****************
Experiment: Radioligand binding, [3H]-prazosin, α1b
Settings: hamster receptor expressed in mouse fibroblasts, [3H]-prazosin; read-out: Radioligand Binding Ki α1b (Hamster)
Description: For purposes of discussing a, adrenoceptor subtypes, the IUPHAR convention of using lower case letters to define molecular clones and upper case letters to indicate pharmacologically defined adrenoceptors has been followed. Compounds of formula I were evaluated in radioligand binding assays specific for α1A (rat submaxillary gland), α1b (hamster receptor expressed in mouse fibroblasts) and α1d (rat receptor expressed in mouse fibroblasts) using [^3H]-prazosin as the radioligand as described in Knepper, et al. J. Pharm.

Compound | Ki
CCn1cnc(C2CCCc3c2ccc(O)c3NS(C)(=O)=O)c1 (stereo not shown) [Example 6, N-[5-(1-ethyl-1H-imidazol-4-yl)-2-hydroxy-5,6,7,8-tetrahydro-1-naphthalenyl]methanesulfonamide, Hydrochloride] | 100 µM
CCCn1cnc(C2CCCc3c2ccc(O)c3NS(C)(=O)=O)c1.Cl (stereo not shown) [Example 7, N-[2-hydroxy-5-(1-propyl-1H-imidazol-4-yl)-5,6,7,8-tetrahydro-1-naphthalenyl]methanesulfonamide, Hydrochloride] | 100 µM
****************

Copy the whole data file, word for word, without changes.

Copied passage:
Experiment: Radioligand binding, [3H]-prazosin, α1b
Settings: hamster receptor expressed in mouse fibroblasts, [3H]-prazosin; read-out: Radioligand Binding Ki α1b (Hamster)
Description: For purposes of discussing a, adrenoceptor subtypes, the IUPHAR convention of using lower case letters to define molecular clones and upper case letters to indicate pharmacologically defined adrenoceptors has been followed. Compounds of formula I were evaluated in radioligand binding assays specific for α1A (rat submaxillary gland), α1b (hamster receptor expressed in mouse fibroblasts) and α1d (rat receptor expressed in mouse fibroblasts) using [^3H]-prazosin as the radioligand as described in Knepper, et al. J. Pharm.

Compound | Ki
CCn1cnc(C2CCCc3c2ccc(O)c3NS(C)(=O)=O)c1 (stereo not shown) [Example 6, N-[5-(1-ethyl-1H-imidazol-4-yl)-2-hydroxy-5,6,7,8-tetrahydro-1-naphthalenyl]methanesulfonamide, Hydrochloride] | 100 µM
CCCn1cnc(C2CCCc3c2ccc(O)c3NS(C)(=O)=O)c1.Cl (stereo not shown) [Example 7, N-[2-hydroxy-5-(1-propyl-1H-imidazol-4-yl)-5,6,7,8-tetrahydro-1-naphthalenyl]methanesulfonamide, Hydrochloride] | 100 µM